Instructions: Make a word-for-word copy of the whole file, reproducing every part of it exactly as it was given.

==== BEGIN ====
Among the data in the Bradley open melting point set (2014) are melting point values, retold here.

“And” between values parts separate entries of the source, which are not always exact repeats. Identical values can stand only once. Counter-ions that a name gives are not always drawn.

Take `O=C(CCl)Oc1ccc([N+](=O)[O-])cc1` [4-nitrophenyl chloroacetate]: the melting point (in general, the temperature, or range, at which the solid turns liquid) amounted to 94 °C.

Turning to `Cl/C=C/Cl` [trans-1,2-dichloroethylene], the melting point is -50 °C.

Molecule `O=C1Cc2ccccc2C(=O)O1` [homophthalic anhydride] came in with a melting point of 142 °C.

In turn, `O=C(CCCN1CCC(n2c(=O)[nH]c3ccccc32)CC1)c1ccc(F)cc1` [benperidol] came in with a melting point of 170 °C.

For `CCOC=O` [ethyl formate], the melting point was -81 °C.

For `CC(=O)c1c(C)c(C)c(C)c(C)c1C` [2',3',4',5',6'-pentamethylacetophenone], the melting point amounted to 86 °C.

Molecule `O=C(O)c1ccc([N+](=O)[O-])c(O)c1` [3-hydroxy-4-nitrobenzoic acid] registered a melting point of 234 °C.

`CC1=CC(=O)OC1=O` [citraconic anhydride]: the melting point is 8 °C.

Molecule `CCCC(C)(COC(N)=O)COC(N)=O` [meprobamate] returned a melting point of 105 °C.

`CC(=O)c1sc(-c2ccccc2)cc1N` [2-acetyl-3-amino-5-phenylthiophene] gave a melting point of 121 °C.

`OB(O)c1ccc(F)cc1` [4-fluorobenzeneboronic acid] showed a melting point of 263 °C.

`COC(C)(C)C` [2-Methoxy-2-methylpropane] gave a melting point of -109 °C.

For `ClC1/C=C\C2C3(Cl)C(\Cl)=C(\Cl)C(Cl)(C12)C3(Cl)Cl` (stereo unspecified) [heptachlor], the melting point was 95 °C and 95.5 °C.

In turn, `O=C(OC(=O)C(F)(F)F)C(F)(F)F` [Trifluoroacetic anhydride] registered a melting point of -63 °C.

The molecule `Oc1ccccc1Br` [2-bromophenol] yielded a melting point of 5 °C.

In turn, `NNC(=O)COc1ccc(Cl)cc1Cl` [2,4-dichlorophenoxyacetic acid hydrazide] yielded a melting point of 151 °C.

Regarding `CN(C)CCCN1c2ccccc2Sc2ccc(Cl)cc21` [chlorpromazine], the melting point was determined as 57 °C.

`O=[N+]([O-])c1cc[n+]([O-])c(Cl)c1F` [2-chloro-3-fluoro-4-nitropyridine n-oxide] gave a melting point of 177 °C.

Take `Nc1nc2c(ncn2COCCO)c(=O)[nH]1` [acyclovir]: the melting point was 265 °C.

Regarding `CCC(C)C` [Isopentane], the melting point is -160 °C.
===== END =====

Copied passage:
Among the data in the Bradley open melting point set (2014) are melting point values, retold here.

“And” between values parts separate entries of the source, which are not always exact repeats. Identical values can stand only once. Counter-ions that a name gives are not always drawn.

Take `O=C(CCl)Oc1ccc([N+](=O)[O-])cc1` [4-nitrophenyl chloroacetate]: the melting point (in general, the temperature, or range, at which the solid turns liquid) amounted to 94 °C.

Turning to `Cl/C=C/Cl` [trans-1,2-dichloroethylene], the melting point is -50 °C.

Molecule `O=C1Cc2ccccc2C(=O)O1` [homophthalic anhydride] came in with a melting point of 142 °C.

In turn, `O=C(CCCN1CCC(n2c(=O)[nH]c3ccccc32)CC1)c1ccc(F)cc1` [benperidol] came in with a melting point of 170 °C.

For `CCOC=O` [ethyl formate], the melting point was -81 °C.

For `CC(=O)c1c(C)c(C)c(C)c(C)c1C` [2',3',4',5',6'-pentamethylacetophenone], the melting point amounted to 86 °C.

Molecule `O=C(O)c1ccc([N+](=O)[O-])c(O)c1` [3-hydroxy-4-nitrobenzoic acid] registered a melting point of 234 °C.

`CC1=CC(=O)OC1=O` [citraconic anhydride]: the melting point is 8 °C.

Molecule `CCCC(C)(COC(N)=O)COC(N)=O` [meprobamate] returned a melting point of 105 °C.

`CC(=O)c1sc(-c2ccccc2)cc1N` [2-acetyl-3-amino-5-phenylthiophene] gave a melting point of 121 °C.

`OB(O)c1ccc(F)cc1` [4-fluorobenzeneboronic acid] showed a melting point of 263 °C.

`COC(C)(C)C` [2-Methoxy-2-methylpropane] gave a melting point of -109 °C.

For `ClC1/C=C\C2C3(Cl)C(\Cl)=C(\Cl)C(Cl)(C12)C3(Cl)Cl` (stereo unspecified) [heptachlor], the melting point was 95 °C and 95.5 °C.

In turn, `O=C(OC(=O)C(F)(F)F)C(F)(F)F` [Trifluoroacetic anhydride] registered a melting point of -63 °C.

The molecule `Oc1ccccc1Br` [2-bromophenol] yielded a melting point of 5 °C.

In turn, `NNC(=O)COc1ccc(Cl)cc1Cl` [2,4-dichlorophenoxyacetic acid hydrazide] yielded a melting point of 151 °C.

Regarding `CN(C)CCCN1c2ccccc2Sc2ccc(Cl)cc21` [chlorpromazine], the melting point was determined as 57 °C.

`O=[N+]([O-])c1cc[n+]([O-])c(Cl)c1F` [2-chloro-3-fluoro-4-nitropyridine n-oxide] gave a melting point of 177 °C.

Take `Nc1nc2c(ncn2COCCO)c(=O)[nH]1` [acyclovir]: the melting point was 265 °C.

Regarding `CCC(C)C` [Isopentane], the melting point is -160 °C.